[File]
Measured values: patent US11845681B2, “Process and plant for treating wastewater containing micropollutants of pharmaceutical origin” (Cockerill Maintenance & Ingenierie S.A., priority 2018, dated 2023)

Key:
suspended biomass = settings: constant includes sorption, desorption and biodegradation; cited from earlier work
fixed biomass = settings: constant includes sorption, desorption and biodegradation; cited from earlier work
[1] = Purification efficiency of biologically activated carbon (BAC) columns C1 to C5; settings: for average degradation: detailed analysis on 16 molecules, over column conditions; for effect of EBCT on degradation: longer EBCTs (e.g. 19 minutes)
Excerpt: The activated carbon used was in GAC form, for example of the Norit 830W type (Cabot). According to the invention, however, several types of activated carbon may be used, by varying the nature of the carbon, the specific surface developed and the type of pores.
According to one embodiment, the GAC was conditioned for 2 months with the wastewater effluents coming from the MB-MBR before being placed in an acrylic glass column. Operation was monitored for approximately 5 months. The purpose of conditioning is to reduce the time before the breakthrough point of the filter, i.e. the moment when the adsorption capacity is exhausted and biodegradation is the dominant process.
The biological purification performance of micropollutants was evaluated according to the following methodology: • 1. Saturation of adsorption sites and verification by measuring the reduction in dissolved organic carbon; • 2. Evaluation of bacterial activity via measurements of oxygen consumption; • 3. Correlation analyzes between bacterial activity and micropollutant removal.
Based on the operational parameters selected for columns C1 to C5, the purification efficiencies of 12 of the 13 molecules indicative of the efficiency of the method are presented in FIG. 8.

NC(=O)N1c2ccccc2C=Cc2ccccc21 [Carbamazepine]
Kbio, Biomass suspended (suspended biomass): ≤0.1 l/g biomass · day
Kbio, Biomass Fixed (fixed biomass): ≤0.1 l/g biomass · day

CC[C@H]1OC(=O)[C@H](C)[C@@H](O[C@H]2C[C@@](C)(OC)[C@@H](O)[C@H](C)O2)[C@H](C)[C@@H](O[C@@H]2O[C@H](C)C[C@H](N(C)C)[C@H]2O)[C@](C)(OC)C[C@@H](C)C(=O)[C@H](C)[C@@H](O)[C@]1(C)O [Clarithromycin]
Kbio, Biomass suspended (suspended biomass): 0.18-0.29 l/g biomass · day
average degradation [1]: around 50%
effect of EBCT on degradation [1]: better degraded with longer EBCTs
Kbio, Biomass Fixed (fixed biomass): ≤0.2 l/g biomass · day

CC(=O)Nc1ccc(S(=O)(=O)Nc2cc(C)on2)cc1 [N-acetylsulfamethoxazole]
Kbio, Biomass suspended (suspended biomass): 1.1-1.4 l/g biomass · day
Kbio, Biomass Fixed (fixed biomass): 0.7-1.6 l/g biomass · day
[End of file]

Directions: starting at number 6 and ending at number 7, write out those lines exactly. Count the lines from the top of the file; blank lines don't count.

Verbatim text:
Excerpt: The activated carbon used was in GAC form, for example of the Norit 830W type (Cabot). According to the invention, however, several types of activated carbon may be used, by varying the nature of the carbon, the specific surface developed and the type of pores.
According to one embodiment, the GAC was conditioned for 2 months with the wastewater effluents coming from the MB-MBR before being placed in an acrylic glass column. Operation was monitored for approximately 5 months. The purpose of conditioning is to reduce the time before the breakthrough point of the filter, i.e. the moment when the adsorption capacity is exhausted and biodegradation is the dominant process.